Fitting things together
The puzzles fit logically within the context of the game and mainly involve using inventory items at the correct location. Though there are one or two leaps of logic, or at least gaps in the narration, as there didn't seem to be enough feedback at times. For example, I am not completely sure why the appearance of 'Nessie' caused something to happen a mile away, or why I should know to go and look for it. Still, I may have missed the clue and on this occasion Alan Parker Cameron seemed to know what was going on even if I didn't.

The puzzle complexity increases as you progress which makes Loch Ness a very easy game to get into, but provides more of a challenge as the mystery deepens. There are a few timed sequences that are not too difficult to overcome with the possible exception of the timed underwater maze. "Arrgh!" I can hear you saying and that was also my first reaction. However, the timed part is only on the way back and after my first failure I mapped and rehearsed my escape route a couple of times before restoring and initiating the timed sequence.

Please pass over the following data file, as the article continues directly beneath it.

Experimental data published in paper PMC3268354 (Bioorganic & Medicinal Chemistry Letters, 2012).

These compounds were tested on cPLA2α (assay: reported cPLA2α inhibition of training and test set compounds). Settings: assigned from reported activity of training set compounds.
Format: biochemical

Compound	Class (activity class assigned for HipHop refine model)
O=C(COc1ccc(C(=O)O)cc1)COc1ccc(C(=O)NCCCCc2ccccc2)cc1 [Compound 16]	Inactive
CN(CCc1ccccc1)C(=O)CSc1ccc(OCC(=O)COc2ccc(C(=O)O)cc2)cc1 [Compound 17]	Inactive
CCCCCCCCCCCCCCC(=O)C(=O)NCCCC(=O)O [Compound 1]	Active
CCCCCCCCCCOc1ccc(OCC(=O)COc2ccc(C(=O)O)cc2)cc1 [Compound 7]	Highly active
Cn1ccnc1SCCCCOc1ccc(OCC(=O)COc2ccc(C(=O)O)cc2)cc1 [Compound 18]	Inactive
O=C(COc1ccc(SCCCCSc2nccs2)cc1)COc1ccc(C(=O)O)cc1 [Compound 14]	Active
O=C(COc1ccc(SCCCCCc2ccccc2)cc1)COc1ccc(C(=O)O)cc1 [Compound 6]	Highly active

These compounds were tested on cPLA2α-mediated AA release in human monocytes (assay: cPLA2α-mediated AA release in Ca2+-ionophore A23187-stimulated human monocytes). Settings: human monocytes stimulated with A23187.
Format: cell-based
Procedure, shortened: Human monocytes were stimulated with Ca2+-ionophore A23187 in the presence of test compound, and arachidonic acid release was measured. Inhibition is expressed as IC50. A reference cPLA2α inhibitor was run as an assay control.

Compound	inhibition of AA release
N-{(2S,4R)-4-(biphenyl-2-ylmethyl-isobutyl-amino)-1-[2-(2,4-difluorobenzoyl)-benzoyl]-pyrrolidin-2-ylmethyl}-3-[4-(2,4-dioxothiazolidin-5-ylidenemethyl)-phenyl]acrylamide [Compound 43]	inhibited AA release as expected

Loch NessAnother timing aspect occurs throughout the game in that certain actions are not possible until the story has progressed so that a location you fruitlessly searched on one day may allow you to do something on another day. Unfortunately, this is not always indicated at the time by the appearance of a hotspot so you can't say, "ah ah, I will need to come back here later". So if you are stuck you may need to resort to investigating areas you have previously searched to see if anything has changed.

Inventory and navigation
A click of the right mouse button will open your inventory where you can select items and even combine some of them. From here you can also access Cameron's notebook which will likely provide a clue if you are completely stuck and his wallet where he keeps important papers and even books. A third item, a map of the area, is also added to the inventory once you find it. This is useful for instant travel to selected outdoor locations you have previously visited, but you won't be able to use it all the time -- only if you have access to the outside. Understandably, you cannot use it to escape from a locked room.